I’d encourage anyone that’s followed SOPA/PIPA and the shenanigans of Chris Dodd and the MPAA to sign this petition.

Investigate Chris Dodd and the MPAA for bribery after he publicly admited to bribing politicans to pass legislation. | The White House.

It’s on the White House’s “We the People” site and is getting really close to the number of signatures needed.

 

5 Ways to Simplify Your Techno Life

I’ll freely admit I didn’t come up with these.  They come from the Daily Zen site, and were targeted to personal life (and had 7 steps origionally).

However, as I read these, they struck me as completely approperiate and valuable for life in the Technology Fast Lane.

I frequently practice these tennants (without even knowing it sometimes) and I feel they really help me stay focused and maintain my priorities on the things that really matter.

I think we all need to take some time in the fast-paced world of technology and Zen out for a bit.  These can help you survive, and help you be more productive as well.

 Full credit to the Daily Zen for this.  I’ve modified them a bit based on my experiences, and to apply to technology.

#1 Prioritize

Try getting out a pad and paper (or iPad or some other GTD list) and writing what you absolutely have to do today.  Keep it to the stuff you “must do”.  Don’t let other “maybes or should do” items creep onto the list. Writing out your tasks-at-hand simplifies your thoughts and gets rid of all the mental chaos and stress.  This will allow you to prioritize and figure out what needs to get done soonest.  Ideally, you’ll be able to start working on that as soon as you figure it out.

#2 Broad view

Think about the big picture.  This seems counterintuitive if the goal is to simplify, but it’s actually important. In IT it’s not just important, it’s critical.  Think about what you really want and where you really want to be in your organization, and start weeding out anything that doesn’t jell with those ideas.  Failure to keep the Broad View in mind in this business is a fast way to being obsolete as a professional, as a department and as a company.

#3 Narrow down

After you’ve zoomed out and put things in perspective, go back to the details.  Focus on what’s important.   If you change a tiny part of your organization, department or self each day for a year, by the end of the year the big picture will have changed completely.  Implement small changes, one at a time, the goal being simplicity.  Shave off an unnecessary expense, find a simpler way to complete a project. Rinse and repeat as necessary.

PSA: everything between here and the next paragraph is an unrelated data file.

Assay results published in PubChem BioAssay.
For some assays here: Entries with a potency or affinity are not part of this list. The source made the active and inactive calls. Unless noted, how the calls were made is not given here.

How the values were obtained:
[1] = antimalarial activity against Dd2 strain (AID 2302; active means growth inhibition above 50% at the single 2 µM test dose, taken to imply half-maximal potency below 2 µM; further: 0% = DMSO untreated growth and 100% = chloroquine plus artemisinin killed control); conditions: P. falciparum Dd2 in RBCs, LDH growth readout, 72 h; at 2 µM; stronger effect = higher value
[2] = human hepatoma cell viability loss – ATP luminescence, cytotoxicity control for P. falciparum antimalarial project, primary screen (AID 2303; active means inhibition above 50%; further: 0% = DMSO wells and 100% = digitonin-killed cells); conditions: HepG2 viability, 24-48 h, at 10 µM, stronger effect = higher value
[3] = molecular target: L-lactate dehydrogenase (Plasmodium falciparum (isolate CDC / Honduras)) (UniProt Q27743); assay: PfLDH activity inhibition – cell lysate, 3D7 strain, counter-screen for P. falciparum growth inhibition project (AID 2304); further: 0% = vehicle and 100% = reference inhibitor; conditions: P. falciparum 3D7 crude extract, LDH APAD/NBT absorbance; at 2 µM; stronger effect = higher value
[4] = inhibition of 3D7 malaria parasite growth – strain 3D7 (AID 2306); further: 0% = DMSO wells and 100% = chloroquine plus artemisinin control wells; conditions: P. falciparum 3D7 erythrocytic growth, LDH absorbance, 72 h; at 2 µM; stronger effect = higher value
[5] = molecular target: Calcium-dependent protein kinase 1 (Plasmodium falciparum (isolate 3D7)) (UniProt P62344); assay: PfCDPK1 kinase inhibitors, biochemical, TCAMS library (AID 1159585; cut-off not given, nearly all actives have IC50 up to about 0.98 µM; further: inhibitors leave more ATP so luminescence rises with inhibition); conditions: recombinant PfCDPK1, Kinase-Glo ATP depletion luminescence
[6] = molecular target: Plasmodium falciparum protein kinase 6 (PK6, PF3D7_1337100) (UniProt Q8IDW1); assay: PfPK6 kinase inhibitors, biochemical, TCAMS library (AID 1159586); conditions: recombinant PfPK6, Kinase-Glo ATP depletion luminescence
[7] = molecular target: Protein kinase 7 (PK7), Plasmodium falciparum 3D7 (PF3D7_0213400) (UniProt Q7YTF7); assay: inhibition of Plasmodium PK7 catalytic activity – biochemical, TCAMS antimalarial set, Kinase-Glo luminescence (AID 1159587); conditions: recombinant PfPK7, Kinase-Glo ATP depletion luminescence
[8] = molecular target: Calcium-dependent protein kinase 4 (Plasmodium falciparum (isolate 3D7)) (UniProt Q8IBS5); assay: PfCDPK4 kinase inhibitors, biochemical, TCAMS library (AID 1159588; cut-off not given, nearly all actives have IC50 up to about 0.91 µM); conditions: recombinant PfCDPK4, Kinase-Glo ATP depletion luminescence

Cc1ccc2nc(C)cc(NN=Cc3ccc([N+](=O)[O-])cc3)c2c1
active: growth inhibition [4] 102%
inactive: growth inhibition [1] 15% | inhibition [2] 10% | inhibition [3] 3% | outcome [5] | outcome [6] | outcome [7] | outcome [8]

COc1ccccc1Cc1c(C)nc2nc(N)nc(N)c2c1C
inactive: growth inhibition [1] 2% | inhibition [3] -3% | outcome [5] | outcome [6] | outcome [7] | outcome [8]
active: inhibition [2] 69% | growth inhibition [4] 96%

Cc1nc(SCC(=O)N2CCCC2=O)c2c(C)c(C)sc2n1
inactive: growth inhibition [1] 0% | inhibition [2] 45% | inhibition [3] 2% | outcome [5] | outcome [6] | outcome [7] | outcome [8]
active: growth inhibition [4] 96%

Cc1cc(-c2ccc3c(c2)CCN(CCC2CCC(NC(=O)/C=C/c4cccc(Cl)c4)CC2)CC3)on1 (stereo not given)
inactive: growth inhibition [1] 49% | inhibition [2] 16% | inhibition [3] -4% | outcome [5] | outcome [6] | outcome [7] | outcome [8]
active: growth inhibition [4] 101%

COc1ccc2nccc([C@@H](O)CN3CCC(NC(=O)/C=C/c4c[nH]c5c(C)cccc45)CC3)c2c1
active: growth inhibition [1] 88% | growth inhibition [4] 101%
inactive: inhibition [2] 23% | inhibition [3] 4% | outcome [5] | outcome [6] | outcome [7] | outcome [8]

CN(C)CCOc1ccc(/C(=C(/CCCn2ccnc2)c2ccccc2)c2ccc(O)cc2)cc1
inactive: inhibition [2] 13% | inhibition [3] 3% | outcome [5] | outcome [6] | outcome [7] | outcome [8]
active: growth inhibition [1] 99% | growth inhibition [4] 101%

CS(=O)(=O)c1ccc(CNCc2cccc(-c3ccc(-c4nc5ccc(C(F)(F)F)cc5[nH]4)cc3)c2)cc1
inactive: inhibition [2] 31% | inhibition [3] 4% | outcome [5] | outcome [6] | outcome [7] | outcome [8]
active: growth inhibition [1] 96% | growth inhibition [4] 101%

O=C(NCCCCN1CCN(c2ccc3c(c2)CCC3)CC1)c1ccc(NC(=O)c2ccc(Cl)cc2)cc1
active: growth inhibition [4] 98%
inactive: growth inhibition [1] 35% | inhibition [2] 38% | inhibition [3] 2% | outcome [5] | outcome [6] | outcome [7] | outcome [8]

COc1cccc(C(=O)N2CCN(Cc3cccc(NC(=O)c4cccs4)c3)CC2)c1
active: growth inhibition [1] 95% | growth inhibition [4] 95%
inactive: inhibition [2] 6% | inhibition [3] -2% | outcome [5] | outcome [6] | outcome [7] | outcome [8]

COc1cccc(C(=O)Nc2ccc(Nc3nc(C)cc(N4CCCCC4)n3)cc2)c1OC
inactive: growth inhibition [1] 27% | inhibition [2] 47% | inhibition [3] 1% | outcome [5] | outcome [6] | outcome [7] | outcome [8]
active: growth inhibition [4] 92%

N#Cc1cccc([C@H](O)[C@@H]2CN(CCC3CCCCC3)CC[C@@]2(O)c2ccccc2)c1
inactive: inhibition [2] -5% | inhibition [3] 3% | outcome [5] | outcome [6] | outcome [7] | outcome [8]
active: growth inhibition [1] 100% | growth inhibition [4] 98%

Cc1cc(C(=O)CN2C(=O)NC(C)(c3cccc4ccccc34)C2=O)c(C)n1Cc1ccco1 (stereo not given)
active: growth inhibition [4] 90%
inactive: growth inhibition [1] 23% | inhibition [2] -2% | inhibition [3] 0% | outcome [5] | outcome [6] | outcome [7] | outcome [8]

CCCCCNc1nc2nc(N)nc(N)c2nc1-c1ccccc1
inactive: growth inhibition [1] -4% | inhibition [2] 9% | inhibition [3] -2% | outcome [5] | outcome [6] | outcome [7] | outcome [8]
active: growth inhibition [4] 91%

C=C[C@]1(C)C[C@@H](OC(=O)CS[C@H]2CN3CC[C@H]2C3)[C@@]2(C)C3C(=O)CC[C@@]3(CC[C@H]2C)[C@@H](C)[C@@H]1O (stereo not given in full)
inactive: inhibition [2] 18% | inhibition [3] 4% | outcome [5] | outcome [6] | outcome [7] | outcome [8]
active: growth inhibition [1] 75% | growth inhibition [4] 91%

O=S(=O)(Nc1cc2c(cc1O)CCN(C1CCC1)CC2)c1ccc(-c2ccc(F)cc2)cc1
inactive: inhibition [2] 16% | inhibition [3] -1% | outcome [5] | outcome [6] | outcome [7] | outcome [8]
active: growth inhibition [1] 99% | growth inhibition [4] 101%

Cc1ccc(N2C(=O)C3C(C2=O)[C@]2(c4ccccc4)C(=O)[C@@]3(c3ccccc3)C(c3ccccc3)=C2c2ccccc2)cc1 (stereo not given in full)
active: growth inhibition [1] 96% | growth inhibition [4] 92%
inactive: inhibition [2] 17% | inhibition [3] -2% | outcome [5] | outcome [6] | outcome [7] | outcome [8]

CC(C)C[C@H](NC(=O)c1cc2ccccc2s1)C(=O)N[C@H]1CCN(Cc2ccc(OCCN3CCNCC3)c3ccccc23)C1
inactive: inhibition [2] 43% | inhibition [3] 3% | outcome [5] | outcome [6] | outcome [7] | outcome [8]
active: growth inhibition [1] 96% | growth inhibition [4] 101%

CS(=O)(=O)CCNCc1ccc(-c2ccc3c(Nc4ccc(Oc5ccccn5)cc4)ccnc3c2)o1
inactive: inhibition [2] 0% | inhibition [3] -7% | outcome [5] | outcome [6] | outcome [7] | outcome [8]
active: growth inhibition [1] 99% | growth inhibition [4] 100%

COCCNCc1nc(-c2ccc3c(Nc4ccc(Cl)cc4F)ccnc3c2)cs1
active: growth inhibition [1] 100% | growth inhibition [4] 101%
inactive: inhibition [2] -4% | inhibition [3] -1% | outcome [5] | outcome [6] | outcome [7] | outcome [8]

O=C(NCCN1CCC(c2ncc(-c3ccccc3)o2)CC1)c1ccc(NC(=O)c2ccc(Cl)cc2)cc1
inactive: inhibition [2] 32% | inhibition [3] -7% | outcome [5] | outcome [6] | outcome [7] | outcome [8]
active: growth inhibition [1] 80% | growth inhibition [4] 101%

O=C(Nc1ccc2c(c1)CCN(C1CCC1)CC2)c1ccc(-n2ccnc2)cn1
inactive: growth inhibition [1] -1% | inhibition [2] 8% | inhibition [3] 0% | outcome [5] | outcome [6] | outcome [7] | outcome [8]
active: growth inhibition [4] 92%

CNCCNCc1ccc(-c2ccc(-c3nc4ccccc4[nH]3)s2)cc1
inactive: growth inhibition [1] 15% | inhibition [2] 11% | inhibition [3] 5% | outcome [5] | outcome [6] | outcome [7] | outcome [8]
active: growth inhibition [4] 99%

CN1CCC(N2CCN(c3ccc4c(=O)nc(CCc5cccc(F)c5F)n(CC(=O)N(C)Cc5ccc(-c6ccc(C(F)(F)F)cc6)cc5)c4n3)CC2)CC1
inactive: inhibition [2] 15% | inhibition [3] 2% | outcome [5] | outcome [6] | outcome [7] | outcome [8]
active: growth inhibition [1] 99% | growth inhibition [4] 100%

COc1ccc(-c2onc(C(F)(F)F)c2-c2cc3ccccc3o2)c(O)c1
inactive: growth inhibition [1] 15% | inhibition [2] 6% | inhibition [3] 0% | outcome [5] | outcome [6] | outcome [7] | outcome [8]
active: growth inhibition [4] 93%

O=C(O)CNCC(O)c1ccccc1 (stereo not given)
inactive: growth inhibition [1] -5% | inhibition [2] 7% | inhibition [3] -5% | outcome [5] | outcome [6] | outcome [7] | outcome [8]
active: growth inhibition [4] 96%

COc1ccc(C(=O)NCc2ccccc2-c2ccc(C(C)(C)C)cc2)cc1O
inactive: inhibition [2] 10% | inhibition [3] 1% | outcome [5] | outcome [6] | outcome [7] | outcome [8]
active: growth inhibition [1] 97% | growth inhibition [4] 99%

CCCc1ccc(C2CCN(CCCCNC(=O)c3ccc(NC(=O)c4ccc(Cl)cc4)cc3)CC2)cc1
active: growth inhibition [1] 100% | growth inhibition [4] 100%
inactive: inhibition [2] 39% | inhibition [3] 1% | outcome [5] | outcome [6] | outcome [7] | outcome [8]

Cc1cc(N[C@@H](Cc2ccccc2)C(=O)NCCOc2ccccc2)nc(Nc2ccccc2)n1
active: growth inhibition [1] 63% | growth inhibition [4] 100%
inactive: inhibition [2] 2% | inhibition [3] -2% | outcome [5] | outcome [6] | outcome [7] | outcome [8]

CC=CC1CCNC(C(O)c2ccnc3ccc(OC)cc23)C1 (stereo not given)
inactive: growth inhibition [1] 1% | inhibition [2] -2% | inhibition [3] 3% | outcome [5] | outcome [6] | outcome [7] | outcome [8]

#4 Relax

Don’t procrastinate, but relax.  Take things as they come. I’ll say it again.  Relax.  There’s no point in simplifying things if the process just stresses you out.  Look at it as a gradual process rather than an instant gratification.  De-cluttering your surroundings will eventual help you de-clutter your mind. Focusing your organization will also help clear out the chaff.  Take time to relax and Breathe.  Yes, Breathe with a capital “B”.  The breath is the pathway to focus and relaxation.  Not only does it provide your body with much needed oxygen, but it’s something to focus on.

#5 No multi-tasking

One thing at a time.  Pick a thing, and do it with deliberate hard work instead of half-assing 5 things at once.  If you have to clean your desk, clean your desk.  Don’t clean a little, eat, clean a little, check facebook, clean a little, write emails.  Just do it; you’ll feel the satisfaction of dedicating your full attention to something. The same goes with your organization.  Don’t let yourself or staff get sucked into working on 5 things at the same time.  Yes there are multiple projects that demand our attention, but keep them in “compartments”.  Allow staff to focus on projects one at a time without pulling them in different directions.  Multitasking is great in theory, but in reality, it only leads to chaos and frustration.

via the daily zen: 7 Ways to Simplify Your Life.

A Zen-Technology Truth

Knowledge and ideas want to be free: When you learn something new, ever feel the urge to share it? When you know something that can help, don’t you want to answer a question? When you have an idea, isn’t it great to bounce off others? From a behavioral and technological perspective, we want knowledge and ideas to be free. Why lock ‘em down?

via 5 Social Business Truths